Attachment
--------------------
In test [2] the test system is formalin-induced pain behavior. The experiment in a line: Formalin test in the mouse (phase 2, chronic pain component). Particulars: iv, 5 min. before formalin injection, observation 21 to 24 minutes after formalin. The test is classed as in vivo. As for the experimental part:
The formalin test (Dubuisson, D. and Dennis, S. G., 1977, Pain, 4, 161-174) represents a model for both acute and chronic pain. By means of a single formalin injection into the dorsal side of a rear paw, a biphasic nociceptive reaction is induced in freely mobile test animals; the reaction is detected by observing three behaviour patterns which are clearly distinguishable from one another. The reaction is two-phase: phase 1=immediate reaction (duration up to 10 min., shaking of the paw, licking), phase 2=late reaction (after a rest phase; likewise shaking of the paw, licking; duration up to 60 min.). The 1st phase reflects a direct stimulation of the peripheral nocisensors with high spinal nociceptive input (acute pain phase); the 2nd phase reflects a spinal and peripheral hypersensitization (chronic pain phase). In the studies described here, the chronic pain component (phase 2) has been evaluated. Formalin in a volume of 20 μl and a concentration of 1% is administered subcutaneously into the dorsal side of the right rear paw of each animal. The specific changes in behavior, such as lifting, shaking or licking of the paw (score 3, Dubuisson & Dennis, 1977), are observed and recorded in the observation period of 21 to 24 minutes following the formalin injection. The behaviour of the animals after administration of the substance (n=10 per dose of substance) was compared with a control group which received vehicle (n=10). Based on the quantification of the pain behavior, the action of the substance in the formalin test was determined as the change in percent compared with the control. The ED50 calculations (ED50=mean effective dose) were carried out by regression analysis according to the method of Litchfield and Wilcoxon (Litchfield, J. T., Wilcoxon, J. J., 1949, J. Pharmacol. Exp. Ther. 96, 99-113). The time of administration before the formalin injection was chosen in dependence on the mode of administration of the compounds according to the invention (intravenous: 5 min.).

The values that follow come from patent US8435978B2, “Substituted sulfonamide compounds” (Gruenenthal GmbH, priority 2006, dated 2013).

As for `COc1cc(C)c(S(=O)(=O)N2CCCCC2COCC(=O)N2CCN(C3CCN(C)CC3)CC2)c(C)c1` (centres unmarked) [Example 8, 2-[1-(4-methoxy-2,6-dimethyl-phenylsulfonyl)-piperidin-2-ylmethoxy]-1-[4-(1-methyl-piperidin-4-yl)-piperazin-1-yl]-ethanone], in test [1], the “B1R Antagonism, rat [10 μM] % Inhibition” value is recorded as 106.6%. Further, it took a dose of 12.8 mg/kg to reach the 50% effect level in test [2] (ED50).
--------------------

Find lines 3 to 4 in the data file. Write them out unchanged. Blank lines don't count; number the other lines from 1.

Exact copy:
The values that follow come from patent US8435978B2, “Substituted sulfonamide compounds” (Gruenenthal GmbH, priority 2006, dated 2013).

As for `COc1cc(C)c(S(=O)(=O)N2CCCCC2COCC(=O)N2CCN(C3CCN(C)CC3)CC2)c(C)c1` (centres unmarked) [Example 8, 2-[1-(4-methoxy-2,6-dimethyl-phenylsulfonyl)-piperidin-2-ylmethoxy]-1-[4-(1-methyl-piperidin-4-yl)-piperazin-1-yl]-ethanone], in test [1], the “B1R Antagonism, rat [10 μM] % Inhibition” value is recorded as 106.6%. Further, it took a dose of 12.8 mg/kg to reach the 50% effect level in test [2] (ED50).